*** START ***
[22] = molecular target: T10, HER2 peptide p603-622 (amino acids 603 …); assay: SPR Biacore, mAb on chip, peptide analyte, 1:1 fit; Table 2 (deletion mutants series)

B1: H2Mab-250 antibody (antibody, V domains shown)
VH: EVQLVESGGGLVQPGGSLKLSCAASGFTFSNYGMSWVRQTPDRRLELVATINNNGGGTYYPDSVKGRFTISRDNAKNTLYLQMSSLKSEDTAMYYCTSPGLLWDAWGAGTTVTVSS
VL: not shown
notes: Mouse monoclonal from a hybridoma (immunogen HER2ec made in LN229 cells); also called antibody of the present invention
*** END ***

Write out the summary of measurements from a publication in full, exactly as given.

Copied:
[22] = molecular target: T10, HER2 peptide p603-622 (amino acids 603 …); assay: SPR Biacore, mAb on chip, peptide analyte, 1:1 fit; Table 2 (deletion mutants series)

B1: H2Mab-250 antibody (antibody, V domains shown)
VH: EVQLVESGGGLVQPGGSLKLSCAASGFTFSNYGMSWVRQTPDRRLELVATINNNGGGTYYPDSVKGRFTISRDNAKNTLYLQMSSLKSEDTAMYYCTSPGLLWDAWGAGTTVTVSS
VL: not shown
notes: Mouse monoclonal from a hybridoma (immunogen HER2ec made in LN229 cells); also called antibody of the present invention